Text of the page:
On Thursday, Iraqi Foreign Ministry said that it had summoned the Turkish ambassador to Iraq "again" and handed him a “strongly worded protest note,” inviting his country to “stop such provocative acts.”

The Iraqi Foreign Ministry summoned Fatih Yildiz Tuesday and handed him a memorandum of protest against “previous incursions by Turkish military aviation,” and stated that “according to diplomatic customs, the Turkish Ambassador is assumed to have transferred the memorandum to his government, and informed it of the content of the meeting.”

The ministry condemned “in the strongest terms the resumption on June 17 by Turkish armed forces their violations of Iraqi sovereignty by bombing and attacking targets within our international borders.”

The ministry further affirmed its “categorical rejection of these violations that breach international charters and laws,” stressing “the necessity of the Turkish side's commitment to stop the bombing and withdraw its aggressor forces from the Iraqi lands they had penetrated and from their locations in Bashiqa Camp and other places.”

According to the Iraqi government, “Turkey was the cause of the increased insecurity in the common border area between us, since the peace initiative it had pursued with the PKK in 2013 led to the settlement of many elements of this Turkish party inside Iraqi territory without approval or consultation with Iraq; and we had protested this in the Security Council at that time.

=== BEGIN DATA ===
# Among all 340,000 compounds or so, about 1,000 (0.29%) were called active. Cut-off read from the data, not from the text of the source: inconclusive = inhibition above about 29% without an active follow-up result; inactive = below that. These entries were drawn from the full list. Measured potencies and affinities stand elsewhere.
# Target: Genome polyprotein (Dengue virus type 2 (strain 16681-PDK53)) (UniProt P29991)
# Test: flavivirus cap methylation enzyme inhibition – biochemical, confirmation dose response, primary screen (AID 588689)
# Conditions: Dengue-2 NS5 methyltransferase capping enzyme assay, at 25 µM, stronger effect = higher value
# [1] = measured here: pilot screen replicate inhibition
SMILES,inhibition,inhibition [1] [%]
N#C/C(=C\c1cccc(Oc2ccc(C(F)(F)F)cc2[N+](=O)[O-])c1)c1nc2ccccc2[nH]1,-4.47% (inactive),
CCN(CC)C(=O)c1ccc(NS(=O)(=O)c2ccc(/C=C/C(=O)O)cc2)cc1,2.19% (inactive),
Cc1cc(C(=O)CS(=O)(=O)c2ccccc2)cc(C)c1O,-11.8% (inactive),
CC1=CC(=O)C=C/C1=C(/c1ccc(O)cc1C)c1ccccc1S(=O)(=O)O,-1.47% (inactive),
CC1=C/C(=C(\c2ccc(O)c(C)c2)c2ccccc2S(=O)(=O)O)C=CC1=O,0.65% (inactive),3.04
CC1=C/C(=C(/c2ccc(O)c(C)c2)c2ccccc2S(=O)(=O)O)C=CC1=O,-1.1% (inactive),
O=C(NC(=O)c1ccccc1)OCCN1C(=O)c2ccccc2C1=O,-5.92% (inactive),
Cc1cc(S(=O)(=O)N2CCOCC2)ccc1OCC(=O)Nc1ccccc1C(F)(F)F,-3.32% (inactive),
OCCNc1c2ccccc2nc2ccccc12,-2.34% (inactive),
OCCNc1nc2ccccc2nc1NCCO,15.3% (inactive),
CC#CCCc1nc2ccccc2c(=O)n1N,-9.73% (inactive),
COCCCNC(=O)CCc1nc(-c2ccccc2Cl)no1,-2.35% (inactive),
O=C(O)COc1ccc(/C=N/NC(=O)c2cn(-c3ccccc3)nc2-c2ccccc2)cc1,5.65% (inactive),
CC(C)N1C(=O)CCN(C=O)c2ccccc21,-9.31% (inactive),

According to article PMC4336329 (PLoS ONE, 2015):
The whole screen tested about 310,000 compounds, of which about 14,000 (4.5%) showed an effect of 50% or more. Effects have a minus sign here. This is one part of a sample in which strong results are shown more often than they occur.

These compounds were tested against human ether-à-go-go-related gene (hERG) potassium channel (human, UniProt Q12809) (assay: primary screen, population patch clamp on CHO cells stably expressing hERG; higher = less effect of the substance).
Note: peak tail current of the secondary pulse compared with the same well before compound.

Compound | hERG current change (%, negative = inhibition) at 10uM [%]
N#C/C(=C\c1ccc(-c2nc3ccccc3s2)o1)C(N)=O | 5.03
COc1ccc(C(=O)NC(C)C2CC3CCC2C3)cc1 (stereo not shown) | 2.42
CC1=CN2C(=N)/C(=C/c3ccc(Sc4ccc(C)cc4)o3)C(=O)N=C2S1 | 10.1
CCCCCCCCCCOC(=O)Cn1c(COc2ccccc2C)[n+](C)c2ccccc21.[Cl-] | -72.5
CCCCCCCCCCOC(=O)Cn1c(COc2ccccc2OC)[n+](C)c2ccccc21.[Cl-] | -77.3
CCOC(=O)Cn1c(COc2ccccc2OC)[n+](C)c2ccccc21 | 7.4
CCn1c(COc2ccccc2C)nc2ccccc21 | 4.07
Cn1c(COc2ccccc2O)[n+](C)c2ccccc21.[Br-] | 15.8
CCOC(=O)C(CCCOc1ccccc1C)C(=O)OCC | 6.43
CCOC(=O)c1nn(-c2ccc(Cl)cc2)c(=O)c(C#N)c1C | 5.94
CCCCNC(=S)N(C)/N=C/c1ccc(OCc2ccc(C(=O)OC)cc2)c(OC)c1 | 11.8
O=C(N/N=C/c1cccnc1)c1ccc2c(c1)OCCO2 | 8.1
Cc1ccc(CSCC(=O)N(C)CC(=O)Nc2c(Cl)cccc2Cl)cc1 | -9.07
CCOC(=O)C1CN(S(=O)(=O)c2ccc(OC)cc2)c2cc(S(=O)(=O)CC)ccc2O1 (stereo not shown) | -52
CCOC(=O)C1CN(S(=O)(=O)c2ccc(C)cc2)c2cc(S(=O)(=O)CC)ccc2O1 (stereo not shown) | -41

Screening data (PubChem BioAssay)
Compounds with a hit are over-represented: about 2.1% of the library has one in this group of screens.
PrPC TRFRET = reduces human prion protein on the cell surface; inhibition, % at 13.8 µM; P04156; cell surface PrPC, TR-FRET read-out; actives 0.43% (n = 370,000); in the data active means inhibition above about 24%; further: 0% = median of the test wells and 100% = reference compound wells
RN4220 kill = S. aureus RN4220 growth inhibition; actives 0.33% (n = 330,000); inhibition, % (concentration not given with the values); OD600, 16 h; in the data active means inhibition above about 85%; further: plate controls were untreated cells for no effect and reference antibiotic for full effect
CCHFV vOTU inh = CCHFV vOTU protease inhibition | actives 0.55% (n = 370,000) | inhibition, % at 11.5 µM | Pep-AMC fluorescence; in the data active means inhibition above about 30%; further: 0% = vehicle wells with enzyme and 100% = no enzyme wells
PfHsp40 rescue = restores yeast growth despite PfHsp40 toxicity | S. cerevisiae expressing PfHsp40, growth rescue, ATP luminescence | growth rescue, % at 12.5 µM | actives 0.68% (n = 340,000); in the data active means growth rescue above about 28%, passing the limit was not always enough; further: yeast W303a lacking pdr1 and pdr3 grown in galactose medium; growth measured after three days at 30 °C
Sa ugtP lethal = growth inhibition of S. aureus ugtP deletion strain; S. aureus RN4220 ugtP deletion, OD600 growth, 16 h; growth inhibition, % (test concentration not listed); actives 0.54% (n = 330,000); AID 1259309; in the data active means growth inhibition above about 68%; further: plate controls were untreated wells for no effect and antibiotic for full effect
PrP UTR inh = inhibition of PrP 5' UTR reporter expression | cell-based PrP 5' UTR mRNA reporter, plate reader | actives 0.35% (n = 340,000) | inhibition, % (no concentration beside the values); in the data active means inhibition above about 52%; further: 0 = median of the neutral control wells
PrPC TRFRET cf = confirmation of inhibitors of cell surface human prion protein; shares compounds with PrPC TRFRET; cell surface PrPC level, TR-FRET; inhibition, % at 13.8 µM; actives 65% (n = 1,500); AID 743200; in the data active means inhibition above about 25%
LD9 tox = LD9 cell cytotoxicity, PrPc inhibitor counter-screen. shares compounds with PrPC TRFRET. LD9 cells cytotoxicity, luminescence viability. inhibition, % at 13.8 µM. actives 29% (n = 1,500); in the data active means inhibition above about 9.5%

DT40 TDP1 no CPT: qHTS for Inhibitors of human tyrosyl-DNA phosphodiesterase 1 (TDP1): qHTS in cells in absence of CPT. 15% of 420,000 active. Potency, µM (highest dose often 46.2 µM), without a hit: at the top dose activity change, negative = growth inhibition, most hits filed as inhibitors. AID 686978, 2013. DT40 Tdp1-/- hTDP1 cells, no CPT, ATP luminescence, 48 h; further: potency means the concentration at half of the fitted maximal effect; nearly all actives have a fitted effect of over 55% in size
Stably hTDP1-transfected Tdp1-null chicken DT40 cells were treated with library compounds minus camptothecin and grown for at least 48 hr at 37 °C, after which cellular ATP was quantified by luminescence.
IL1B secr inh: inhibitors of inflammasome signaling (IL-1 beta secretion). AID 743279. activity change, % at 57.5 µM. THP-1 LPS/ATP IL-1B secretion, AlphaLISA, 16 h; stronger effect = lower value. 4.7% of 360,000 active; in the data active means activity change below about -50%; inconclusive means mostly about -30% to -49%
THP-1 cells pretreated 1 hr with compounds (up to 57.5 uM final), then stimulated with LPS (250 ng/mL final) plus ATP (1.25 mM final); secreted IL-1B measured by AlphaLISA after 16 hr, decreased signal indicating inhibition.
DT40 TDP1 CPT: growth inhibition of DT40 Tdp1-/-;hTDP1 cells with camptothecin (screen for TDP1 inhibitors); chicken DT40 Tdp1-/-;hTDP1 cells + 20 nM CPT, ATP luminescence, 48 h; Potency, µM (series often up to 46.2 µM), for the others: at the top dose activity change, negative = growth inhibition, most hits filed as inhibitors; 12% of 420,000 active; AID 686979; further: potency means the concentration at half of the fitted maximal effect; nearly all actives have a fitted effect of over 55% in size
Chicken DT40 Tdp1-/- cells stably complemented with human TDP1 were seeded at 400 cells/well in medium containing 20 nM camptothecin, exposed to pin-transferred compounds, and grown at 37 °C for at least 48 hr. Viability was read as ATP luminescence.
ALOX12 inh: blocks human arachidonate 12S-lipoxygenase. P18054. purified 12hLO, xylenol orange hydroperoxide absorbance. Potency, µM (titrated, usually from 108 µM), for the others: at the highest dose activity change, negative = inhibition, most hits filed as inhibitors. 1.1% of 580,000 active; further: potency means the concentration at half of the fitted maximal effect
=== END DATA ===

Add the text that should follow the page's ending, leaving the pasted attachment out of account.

Baghdad called on the Turkish government to “listen to the voice of reason and put a stop to to these attacks,” affirming that “Iraq retains its legitimate rights to take all measures that will protect its sovereignty and the safety of its people, including requesting the Security Council and the relevant regional and international organisations to shoulder their responsibilities.”

The Turkish operation in northern Iraq was condemned by a number of Arab countries. The UAE, for instance, condemned Turkish and Iranian military interventions in Iraq, which took the form of bombing areas in northern Iraq, in stark violation of the sovereignty of a fellow Arab country and the principles of international law.

In its statement on Thursday, the UAE Ministry of Foreign Affairs affirmed the UAE's steadfast and firm position rejecting all interference in the affairs of Arab countries and its keenness on respecting the sovereignty of brotherly Iraq, observing the principles of good neighbourliness and refraining from committing any actions that might threaten stability, security and peace in the region.

Also on Thursday, Saudi Arabia expressed its condemnation of the Turkish and Iranian aggression on Iraqi lands, stressing its support for Baghdad in its measures to preserve its sovereignty, security and stability.

The air strikes were accompanied by ground incursions and landing of fighters at various locations inside Iraqi territory to hunt down the PKK.

On Thursday, media outlets reported that Turkish armed forces destroyed more than 500 PKK targets “during the first 36 hours of Operation Tiger Claw that was launched in Haftanin in northern Iraq.”

Turkey attaches great importance to this process, as it is being monitored by the army’s top brass “moment by moment, from the operations centre of the Ground Forces Command, with the participation of Defence Minister Hulusi Akar and Chief of Staff Yashar Guler.”